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Re: Architecture review of MWL#116 "Efficient group commit for binary log"


Hi, Kristian!

On Sep 06, Kristian Nielsen wrote:
> However, as I revisited the algorithm, it occured to me that it is in
> any case better to wake up threads individually as soon as
> commit_ordered() has finished. This way, the first threads in the
> queue are free to continue doing useful work while we are still
> running commit_ordered() for the last threads.
> So now the algorithm is something like this:
>     thd->ready= false
>     lock(LOCK_prepare_ordered)
>     old_queue= group_commit_queue
>     thd->next= old_queue
>     group_commit_queue= thd
>     ht->prepare_ordered()
>     unlock(LOCK_prepare_ordered)
>     if (old_queue == NULL) // leader?
>         lock(LOCK_group_commit)
>         lock(LOCK_prepare_ordered)
>         queue= reverse(group_commit_queue)
>         group_commit_queue= NULL
>         unlock(LOCK_prepare_ordered)
>         group_log_xid(queue)
>         lock(LOCK_commit_ordered)  // but see below
>         unlock(LOCK_group_commit)
>         for thd2 in <queue>
>             lock(thd2->LOCK_wakeup)
>             thd2->ready= true
>             signal(thd2->COND_wakeup)
>             unlock(thd2->LOCK_wakeup)
>         unlock(LOCK_commit_ordered)
>     else
>         lock (thd->LOCK_wakeup)
>         while (!thd->ready)
>             wait(COND_wakeup, LOCK_wakeup)
>         unlock (thd->LOCK_wakeup)
>     cookie= xid_log_after()

Where in this algorithm you call ht->commit_ordered() ?
> On the other hand, the algorithm I suggested earlier for START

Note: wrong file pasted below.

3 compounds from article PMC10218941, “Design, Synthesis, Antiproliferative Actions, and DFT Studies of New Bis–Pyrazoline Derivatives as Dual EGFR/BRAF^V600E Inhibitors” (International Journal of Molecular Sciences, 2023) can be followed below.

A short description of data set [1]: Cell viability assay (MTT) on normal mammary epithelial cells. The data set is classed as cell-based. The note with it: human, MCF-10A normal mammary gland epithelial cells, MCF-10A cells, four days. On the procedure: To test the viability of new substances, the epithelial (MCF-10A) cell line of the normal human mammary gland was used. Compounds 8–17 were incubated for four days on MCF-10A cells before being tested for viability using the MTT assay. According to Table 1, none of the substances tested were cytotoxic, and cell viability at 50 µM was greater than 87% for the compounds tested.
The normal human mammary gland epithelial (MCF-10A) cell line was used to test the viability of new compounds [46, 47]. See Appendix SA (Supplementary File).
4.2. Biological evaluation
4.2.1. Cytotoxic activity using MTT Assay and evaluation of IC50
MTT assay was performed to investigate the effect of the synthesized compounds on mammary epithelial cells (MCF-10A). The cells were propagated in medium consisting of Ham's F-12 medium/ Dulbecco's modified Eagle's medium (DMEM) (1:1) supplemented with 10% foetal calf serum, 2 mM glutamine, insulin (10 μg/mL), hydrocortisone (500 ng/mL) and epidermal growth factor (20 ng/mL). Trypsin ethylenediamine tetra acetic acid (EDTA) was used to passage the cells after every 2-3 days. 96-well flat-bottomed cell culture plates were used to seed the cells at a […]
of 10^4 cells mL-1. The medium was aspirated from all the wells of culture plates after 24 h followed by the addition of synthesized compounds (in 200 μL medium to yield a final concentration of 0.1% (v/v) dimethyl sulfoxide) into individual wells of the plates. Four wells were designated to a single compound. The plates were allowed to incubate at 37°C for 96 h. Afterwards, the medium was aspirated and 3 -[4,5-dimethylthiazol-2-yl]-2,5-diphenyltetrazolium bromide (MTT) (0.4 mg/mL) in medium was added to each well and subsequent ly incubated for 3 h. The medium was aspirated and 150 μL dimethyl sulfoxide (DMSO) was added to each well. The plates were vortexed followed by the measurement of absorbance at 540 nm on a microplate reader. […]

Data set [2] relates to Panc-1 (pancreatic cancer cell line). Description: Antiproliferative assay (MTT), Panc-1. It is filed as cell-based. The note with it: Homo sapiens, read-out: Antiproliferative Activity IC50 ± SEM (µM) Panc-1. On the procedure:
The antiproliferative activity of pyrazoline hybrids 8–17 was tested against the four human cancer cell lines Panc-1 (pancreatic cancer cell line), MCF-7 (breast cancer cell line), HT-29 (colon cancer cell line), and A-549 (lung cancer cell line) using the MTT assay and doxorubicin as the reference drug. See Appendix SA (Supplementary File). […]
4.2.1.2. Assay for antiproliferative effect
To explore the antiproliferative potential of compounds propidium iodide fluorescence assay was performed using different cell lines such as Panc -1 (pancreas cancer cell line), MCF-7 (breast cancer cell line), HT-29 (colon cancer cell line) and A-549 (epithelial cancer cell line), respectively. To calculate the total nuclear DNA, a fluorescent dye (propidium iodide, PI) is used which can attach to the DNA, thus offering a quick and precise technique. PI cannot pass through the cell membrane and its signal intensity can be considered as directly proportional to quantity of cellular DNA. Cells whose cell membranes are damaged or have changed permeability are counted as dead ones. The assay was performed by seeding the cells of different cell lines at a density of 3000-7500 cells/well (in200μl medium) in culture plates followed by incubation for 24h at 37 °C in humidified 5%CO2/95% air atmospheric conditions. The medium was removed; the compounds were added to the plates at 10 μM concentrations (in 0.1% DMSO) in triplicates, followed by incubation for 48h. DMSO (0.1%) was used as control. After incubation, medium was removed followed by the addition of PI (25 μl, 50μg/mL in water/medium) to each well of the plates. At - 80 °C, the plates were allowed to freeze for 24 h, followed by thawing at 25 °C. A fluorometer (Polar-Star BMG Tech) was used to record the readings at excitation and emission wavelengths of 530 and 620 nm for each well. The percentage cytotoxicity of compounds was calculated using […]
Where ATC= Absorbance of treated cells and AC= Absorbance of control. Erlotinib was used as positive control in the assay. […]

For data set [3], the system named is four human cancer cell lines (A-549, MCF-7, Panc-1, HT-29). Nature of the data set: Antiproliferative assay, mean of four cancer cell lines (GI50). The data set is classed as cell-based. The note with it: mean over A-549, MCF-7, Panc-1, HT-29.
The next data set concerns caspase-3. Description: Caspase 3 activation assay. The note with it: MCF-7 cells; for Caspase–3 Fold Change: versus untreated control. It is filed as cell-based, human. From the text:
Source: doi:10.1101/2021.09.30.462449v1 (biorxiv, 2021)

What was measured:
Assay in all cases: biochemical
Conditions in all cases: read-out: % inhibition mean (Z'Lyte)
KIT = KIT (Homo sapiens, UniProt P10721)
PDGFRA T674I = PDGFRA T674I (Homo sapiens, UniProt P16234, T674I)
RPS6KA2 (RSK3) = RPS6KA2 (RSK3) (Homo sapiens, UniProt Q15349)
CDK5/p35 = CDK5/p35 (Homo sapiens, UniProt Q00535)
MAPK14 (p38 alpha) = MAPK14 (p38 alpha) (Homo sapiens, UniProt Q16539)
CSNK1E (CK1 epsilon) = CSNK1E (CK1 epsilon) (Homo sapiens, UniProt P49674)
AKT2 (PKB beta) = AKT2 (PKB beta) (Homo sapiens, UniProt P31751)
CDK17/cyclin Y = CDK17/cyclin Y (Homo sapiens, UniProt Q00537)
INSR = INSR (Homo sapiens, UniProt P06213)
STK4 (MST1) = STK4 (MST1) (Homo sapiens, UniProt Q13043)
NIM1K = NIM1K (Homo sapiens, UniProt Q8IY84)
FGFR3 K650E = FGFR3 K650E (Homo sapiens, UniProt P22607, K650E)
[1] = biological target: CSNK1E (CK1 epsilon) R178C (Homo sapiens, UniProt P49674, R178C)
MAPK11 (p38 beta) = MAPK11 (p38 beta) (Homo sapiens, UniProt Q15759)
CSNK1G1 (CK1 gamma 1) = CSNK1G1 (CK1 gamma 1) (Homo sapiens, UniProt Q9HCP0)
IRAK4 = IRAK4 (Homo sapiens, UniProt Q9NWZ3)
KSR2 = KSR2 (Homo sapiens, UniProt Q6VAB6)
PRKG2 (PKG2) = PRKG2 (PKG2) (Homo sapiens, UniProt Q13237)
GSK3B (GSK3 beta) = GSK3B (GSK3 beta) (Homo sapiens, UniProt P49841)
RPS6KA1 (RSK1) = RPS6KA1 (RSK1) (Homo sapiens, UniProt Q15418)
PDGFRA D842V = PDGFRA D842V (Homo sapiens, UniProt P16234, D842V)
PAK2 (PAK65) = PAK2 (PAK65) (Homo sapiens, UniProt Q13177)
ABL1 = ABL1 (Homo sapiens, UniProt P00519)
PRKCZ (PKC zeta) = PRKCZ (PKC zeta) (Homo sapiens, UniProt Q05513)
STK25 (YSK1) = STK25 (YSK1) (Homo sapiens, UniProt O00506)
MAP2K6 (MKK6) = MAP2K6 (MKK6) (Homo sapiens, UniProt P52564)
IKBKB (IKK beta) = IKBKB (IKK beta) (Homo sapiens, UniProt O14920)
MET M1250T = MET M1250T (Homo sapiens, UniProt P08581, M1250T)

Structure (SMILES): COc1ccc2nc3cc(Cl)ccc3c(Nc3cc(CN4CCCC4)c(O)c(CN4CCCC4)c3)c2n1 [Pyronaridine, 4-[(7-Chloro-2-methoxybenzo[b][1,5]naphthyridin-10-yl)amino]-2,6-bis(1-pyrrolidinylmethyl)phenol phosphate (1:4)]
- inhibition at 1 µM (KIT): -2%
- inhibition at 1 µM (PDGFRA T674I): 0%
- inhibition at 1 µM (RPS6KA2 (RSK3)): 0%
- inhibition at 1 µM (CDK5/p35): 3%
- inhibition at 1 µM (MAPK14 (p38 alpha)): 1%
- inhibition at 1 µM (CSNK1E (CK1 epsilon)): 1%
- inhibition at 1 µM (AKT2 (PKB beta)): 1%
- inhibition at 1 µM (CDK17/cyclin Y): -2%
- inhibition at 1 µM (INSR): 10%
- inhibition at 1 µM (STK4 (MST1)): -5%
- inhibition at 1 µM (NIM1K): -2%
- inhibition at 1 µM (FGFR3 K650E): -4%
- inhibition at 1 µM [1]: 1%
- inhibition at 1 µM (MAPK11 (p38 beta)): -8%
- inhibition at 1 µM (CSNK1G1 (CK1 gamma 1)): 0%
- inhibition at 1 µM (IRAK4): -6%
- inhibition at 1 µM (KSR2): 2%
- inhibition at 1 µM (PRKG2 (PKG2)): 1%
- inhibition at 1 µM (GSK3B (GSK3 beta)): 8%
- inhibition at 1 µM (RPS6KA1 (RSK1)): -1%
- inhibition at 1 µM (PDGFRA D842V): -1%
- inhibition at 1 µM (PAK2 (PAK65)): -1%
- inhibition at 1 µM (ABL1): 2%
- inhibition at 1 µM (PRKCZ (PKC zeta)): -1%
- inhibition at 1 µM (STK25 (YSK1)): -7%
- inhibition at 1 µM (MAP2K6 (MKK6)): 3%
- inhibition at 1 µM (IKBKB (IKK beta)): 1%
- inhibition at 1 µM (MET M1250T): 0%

> there might be other uses...
> So I am not sure. I'd like to think more about it, or what do you
> think?

> >> It would be possible to iterate over the queue to invoke
> >> prepare_ordered() in sequence from a single thread, just like
> >> group_log_xid() and commit_ordered(). But this would delay the
> >> calls until the previous group commit is done and the next one
> >> starts
> >
> > No, why ? You only need one atomic fetch_and_store to copy the queue
> > head to a local variable and reset the queue. Then you can call
> > prepare_ordered or commit_ordered in the queue order without any
> > mutex.
> I am not sure if I understood your suggestion correctly. But what I
> considered with the above statement about "delaying calls to
> prepare_ordered()" is this:
> Just like the group leader thread runs commit_ordered() in a loop over
> the queue just after group_log_xid(), we could have it do a similar
> loop for prepare_ordered() just before group_log_xid().

> But I choose to do it earlier, as soon as the transaction is put in
> the queue and commit order thereby defined.
> There can be quite a "long" time interval between these two events:
> the time it takes for the previous group_log_xid() (eg. an fsync()),
> plus sometimes one wants to add extra sleeps in group commit to group
> more transactions together.

The long interval is *inside* the group_log_xid(), while you call
prepare_ordered() *before* it.

But anyway, the LOCK_prepare_ordered mutex is not going to be contented,
so removing it by using a lock-free queue (that's what this second
approach is about) will not bring any noticeable benefits.
> The main performance bottleneck I am introducing is, I think, the
> serialisation of the commit_ordered() part of commit. Not just for
> some particular engine implementation, but for the interface. That is
> not a decision to be taken lightly.
> Of course, compared to InnoDB today, it's much better, as it gets rid
> of the InnoDB prepare_commit_mutex (which spans all the way from end
> of prepare() to end of what is effectively commit_ordered()), and also
> avoids taking LOCK_log over all of log_xid() in the binlog.
> But for something like NDB, I think serialised commit order would
> really hurt (if it even makes sense ...)
> Maybe the answer here is that engines can choose to support
> commit_ordered() or not (and NDB-like engines probably will not). And
> if not, there is just no support for consistent commit order.
> And if we implement the simple way to recover engines from binlog
> without fsync() in prepare() and commit(), then it will only work for
> engines supporting commit_ordered(). Later we could implement the more
> complex recovery without need for commit_ordered() support.

It's reasonable to say that if an engine does not implement
commit_ordered() then it needs to take care of its own recovery and
fsync both in prepare and commit.


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